The Transformation of Chemical Parks in Europe and in China
In Europe as well as in China, chemical parks host the most important production plants of the chemical industry. Although the reasons for their emergence and their development paths were different, their destination might coincide due to the dynamics of the industry and the financial markets.
In the early days of the Chinese chemical industry, many chemical plants were built more or less randomly at individual locations throughout the country. However, with the rising importance of both safety and environmental issues in China, there has been a strong trend to move chemical production into dedicated chemical parks. This is one of the key points in the current Five-Year Plan for the chemical industry (for the period of 2016-2020).
The concept of chemical parks originated in Europe in the 1990s. European chemical companies started to focus their huge business portfolios on higher margin businesses by divesting commodity businesses and acquiring specialties. In that transformation, former single-user sites became multi-user sites as plants belonging to a specific business changed ownership. The resulting challenge was how to deal with infrastructure and service operations used by all chemicals companies on site. The answer was to transfer those activities to separate site operating companies which were either owned by the incumbent producer or by the major users on site.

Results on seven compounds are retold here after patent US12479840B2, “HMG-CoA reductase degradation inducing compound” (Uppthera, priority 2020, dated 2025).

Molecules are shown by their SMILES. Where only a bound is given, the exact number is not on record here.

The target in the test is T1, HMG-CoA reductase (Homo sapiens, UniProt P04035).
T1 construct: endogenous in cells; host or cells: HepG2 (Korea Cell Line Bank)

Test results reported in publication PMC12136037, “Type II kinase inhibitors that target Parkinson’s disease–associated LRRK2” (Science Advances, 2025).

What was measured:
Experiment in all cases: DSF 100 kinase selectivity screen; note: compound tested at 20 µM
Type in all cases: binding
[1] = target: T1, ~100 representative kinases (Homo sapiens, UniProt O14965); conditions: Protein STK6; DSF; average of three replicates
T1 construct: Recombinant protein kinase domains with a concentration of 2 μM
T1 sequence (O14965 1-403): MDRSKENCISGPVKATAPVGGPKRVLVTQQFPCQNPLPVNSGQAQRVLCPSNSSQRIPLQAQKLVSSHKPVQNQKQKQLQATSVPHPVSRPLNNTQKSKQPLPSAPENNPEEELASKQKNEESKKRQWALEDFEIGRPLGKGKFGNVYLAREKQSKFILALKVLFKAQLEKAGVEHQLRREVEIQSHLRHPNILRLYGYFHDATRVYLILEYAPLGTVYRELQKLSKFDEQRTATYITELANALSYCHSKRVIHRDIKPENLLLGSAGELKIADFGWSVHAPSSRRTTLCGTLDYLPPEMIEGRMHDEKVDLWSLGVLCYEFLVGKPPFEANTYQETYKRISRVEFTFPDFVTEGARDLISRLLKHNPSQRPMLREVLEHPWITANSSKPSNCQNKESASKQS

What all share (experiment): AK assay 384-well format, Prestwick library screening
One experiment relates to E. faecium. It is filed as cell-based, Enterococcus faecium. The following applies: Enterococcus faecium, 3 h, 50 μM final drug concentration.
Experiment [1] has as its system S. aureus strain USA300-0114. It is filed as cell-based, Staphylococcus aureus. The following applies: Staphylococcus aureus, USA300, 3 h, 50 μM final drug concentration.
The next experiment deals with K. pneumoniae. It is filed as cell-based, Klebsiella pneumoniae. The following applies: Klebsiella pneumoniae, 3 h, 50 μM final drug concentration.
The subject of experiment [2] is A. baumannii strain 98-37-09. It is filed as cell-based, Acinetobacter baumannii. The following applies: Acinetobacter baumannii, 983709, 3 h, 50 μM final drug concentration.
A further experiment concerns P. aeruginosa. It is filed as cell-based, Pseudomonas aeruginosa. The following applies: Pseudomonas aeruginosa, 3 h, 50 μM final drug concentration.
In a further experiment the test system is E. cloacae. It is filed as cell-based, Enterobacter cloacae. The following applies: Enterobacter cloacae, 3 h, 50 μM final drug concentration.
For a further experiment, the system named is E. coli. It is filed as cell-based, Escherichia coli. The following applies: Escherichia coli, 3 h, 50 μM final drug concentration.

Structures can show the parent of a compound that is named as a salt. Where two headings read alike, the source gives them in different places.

Thus, a new business model, the dedicated site operating company, was established. There were three major reasons for that:
- Cost and risk related to infrastructure and service operations were shared between major users either through ownership or through service pricing
- By establishing more neutral and transparent service relationships, pressure was to be exerted on the site service organization to become more efficient
- The site operating company was to render the site more attractive for new tenants by – ideally – offering a “plug and play” environment to facilitate new plants without additional infrastructure investment
The first objective was achieved just by organizational nature of the new business. To achieve the second objective of optimizing cost was sometimes a long and painful way. But after two decades, site operators are now much leaner and more responsive to customer requirements. The third objective, to attract new investments, was the most challenging one. The construction of new plants shifted to East Asia and, fueled by shale gas, to North America while the chemical industry in Europe saw considerable restructuring. That caused underutilization in some chemical parks. On the other hand, building new plants outside chemical parks becomes more difficult due to environmental and safety regulation. So, instead of enticing new tenants, chemical parks are now primarily vying for replacement or enlargement investments from incumbent players.
The risk of stagnating or even shrinking chemical production volumes in European chemical parks may also explain why many chemical companies still tend to hold their shares of site operating companies. Their reluctance to completely release chemical park operations to independent players might seem paradox, as they willingly become tenants at chemical parks in East Asia. But Asia, and China in particular, are growth markets, whereas plant closures and related idle infrastructure cost are a challenge for many European chemicals parks. The incumbent players apparently prefer to manage those restructuring processes themselves instead of relying on third parties that might exploit their dependency on monopolistic infrastructure and services.